- The average weekly salary for warehouse workers was $815 in 2017, which is lower than its peak of $836 from 2015, but the projected numbers for 2018 show wage growth over the first three quarters of the year, according to the latest numbers from the Bureau of Labor Statistics.
- 65% of warehouse workers make more than $12 per hour, according to a 2018 survey conducted by ProLogistix, a warehousing staffing firm. This is up from 59% in 2017 and 37% in 2016.
- The survey found salary to be the number one priority warehousing employees, followed by job security and company culture. The survey respondents were both current associated and those seeking employment.
It wasn't too long ago warehouse employment and salary was top of mind for the industry. Five of the top 12 metrics measured in DC Velocity and the Warehousing and Education Research Council (WERC)’s 2018 annual DC Metics Survey were related to labor. A year later, only two of the top 12 are related to labor, as the focus is shifted back toward operations.
"The increased attention paid to Inbound operations, especially to the performance of suppliers this past year is no surprise," the 2019 WERC report reads. "Retailers are placing great emphasis on on time and in full performance to increase product availability on store shelves."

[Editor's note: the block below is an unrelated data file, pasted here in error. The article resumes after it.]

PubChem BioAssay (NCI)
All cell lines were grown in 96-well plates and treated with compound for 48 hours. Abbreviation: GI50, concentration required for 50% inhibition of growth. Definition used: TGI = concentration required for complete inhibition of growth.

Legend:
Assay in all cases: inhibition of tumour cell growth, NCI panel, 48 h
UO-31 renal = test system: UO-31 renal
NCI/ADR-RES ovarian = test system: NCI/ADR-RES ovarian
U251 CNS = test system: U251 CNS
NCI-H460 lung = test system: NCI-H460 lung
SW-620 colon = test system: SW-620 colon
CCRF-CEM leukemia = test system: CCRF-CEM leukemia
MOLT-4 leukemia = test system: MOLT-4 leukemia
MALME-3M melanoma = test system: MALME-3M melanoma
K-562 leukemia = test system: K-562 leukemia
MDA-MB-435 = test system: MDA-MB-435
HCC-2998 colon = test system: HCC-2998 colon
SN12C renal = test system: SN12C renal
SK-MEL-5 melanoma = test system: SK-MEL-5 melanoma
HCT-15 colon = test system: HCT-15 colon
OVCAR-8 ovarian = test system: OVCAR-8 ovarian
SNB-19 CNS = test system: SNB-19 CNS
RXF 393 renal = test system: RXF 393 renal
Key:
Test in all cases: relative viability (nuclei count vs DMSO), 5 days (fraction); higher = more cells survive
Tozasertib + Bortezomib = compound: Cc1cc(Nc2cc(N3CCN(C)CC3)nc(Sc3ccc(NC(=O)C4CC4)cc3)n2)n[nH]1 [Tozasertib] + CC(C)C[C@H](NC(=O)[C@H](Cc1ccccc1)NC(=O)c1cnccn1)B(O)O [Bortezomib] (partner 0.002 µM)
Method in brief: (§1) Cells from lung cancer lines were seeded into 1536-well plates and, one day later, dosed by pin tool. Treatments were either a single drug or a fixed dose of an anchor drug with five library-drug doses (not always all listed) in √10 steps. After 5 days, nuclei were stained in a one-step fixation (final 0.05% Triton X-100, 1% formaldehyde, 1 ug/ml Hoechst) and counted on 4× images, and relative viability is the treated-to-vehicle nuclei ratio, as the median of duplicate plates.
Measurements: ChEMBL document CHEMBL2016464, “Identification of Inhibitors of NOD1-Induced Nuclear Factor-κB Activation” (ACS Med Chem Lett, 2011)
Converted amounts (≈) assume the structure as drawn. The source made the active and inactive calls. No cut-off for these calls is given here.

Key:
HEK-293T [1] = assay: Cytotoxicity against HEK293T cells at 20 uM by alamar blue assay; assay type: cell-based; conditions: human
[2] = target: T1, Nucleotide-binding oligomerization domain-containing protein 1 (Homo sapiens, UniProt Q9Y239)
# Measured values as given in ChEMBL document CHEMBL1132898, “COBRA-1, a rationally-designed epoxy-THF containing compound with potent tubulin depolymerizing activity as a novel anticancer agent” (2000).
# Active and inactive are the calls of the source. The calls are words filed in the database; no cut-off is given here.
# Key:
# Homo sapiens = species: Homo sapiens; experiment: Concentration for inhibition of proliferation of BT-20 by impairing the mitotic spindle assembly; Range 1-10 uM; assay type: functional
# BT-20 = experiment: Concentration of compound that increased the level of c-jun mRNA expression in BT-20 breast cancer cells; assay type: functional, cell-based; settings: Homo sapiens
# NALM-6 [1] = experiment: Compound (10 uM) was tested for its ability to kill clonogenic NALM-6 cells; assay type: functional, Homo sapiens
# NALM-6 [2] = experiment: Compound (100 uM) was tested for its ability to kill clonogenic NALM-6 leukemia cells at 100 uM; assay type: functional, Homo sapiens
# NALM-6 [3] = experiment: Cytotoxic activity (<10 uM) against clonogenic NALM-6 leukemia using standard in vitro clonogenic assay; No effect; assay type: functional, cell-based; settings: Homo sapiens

Still, the conditions remain in which labor could demand more. The unemployment rate sunk to 3.6% in April, the lowest level in decades. This leaves fewer workers for open warehouse jobs and requires the hiring company to offer benefits better than its competitors.
Amazon, which has employed thousands of warehouse associates in its fulfillment centers, decided to increase the minimum wage for its company to $15 per hour last October. The company saw the benefit of this almost immediately as applications for seasonal work spiked following the announcement, Ashley Robinson, a spokesperson for Amazon, told reporters on a fulfillment center tour earlier this year.
"By the end of the month of October we had over 850,000 applications for seasonal associate roles for our fulfillment centers," Robinson said. "That was a lot more than we were expecting and so we've definitely seen a very high interest in candidates who may not have considered Amazon before." This was double the previous highest month for job applications, she said.
The transportation, warehousing and utilities sector was projected to have 345,000 open positions in the latest Job Openings and Labor Turnover Summary from the Bureau of Labor Statistics. If these companies struggle to find workers, a higher salary could be part of the fix.
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